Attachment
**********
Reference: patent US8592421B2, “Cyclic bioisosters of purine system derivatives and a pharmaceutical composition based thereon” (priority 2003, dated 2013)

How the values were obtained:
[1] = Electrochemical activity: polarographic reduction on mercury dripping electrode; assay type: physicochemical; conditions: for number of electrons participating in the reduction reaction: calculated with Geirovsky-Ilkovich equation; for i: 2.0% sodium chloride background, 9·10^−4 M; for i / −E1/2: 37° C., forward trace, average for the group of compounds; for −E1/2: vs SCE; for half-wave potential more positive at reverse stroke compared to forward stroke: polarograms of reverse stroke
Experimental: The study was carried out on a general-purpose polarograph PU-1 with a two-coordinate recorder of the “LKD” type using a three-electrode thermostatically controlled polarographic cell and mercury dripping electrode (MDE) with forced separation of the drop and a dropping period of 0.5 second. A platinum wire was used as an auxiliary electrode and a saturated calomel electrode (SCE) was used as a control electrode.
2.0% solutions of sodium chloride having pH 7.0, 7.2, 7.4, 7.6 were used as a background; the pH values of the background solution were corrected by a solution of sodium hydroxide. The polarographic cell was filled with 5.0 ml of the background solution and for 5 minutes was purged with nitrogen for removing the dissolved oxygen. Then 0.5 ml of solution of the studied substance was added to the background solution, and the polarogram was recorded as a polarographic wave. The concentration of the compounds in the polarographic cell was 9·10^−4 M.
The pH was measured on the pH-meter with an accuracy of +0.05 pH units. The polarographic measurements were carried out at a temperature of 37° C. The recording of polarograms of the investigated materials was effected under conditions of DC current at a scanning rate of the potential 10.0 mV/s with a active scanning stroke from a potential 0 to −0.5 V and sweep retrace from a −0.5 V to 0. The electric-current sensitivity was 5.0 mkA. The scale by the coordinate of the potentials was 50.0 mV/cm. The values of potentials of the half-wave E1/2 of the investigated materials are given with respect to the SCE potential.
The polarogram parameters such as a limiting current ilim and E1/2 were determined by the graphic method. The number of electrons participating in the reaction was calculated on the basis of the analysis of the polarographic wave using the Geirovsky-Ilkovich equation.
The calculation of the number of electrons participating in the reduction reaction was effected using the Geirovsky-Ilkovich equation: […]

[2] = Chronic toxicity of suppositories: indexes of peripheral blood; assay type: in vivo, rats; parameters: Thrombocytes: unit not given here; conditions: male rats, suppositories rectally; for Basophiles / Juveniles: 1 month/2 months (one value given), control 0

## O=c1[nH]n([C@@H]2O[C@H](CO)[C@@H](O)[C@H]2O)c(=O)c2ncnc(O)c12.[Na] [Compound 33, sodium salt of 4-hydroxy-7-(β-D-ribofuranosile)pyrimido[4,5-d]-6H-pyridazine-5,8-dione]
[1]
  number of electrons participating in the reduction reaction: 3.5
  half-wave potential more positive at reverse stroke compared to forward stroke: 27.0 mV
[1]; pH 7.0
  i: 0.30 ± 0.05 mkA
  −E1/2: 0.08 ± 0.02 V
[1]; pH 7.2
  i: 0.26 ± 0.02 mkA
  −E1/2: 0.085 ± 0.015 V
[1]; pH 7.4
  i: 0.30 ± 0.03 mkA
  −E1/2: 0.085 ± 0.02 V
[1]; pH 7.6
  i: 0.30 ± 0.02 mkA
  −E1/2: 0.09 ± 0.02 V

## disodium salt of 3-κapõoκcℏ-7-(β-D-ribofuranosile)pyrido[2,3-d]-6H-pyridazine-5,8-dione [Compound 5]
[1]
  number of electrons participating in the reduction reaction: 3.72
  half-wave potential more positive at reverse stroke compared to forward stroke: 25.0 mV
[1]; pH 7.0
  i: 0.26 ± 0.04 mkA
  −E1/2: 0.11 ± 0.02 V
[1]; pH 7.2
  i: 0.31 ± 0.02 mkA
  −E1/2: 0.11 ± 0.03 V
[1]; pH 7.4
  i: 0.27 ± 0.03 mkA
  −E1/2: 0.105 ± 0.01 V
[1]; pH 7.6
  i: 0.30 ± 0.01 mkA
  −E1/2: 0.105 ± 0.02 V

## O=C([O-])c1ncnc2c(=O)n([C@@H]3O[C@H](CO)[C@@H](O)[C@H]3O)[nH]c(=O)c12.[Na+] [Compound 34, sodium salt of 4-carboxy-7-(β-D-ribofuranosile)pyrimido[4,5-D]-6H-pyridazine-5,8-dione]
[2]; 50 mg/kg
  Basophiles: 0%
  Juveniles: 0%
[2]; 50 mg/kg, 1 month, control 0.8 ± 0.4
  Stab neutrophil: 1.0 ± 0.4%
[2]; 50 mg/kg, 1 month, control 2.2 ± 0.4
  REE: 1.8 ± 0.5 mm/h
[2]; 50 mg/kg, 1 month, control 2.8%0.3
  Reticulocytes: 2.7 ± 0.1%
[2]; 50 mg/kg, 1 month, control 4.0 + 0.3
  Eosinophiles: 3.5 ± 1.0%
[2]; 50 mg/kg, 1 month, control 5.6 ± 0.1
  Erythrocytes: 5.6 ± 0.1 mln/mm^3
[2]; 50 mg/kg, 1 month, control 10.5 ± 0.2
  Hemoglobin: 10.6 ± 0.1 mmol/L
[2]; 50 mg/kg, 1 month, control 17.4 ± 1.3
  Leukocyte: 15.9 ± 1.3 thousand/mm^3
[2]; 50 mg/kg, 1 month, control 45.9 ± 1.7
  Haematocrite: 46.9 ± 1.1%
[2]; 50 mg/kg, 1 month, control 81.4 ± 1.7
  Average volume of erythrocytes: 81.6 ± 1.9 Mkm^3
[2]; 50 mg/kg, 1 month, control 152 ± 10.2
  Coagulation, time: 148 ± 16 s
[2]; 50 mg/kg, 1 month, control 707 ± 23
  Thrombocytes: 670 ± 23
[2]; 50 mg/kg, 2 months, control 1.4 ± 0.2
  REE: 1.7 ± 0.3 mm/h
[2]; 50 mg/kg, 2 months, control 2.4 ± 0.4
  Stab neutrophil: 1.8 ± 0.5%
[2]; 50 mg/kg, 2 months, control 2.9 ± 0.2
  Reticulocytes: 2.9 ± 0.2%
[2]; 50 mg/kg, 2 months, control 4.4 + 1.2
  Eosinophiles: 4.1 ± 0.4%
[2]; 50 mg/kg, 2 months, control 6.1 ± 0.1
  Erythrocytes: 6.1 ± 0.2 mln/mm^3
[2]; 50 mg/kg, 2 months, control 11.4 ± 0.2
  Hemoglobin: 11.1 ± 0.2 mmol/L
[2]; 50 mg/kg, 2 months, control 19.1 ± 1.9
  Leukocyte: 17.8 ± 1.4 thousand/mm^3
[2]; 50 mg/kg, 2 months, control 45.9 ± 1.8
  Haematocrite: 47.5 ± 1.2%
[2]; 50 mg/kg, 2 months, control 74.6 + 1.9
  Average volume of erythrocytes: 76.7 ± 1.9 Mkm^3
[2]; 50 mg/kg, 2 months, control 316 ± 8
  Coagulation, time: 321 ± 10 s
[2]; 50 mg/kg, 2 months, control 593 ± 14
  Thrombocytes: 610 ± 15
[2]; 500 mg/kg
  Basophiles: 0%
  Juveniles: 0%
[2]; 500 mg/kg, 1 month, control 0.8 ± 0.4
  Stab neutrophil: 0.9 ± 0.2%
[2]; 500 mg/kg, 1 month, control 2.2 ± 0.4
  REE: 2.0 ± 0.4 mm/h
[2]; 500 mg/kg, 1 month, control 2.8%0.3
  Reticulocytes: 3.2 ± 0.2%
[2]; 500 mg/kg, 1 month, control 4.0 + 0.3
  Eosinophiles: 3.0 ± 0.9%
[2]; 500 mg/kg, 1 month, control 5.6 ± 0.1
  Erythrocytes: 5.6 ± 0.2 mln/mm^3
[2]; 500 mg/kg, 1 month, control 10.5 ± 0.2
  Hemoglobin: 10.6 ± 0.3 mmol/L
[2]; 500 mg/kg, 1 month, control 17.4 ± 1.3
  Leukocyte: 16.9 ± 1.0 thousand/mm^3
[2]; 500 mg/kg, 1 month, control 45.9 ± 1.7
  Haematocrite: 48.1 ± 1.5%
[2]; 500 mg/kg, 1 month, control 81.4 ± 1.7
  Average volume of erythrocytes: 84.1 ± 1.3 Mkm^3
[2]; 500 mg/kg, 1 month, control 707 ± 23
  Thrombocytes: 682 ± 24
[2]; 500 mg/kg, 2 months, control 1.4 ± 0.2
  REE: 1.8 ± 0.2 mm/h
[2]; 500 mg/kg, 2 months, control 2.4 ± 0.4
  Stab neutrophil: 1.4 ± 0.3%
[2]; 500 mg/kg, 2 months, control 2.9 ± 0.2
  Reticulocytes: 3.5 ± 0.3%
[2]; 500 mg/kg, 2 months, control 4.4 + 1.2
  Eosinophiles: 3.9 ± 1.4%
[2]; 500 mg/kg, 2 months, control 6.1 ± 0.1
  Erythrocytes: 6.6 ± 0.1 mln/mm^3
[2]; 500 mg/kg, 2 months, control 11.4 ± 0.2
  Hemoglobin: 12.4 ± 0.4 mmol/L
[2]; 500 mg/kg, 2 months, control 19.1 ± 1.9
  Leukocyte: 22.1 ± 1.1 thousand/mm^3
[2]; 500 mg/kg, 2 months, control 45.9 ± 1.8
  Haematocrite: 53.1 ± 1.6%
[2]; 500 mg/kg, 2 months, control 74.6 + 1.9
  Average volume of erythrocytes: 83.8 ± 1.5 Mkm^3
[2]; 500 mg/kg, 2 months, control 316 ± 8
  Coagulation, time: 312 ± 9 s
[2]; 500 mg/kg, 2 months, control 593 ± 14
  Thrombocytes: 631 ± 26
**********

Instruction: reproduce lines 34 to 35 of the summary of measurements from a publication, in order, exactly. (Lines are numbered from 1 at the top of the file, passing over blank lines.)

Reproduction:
  i: 0.31 ± 0.02 mkA
  −E1/2: 0.11 ± 0.03 V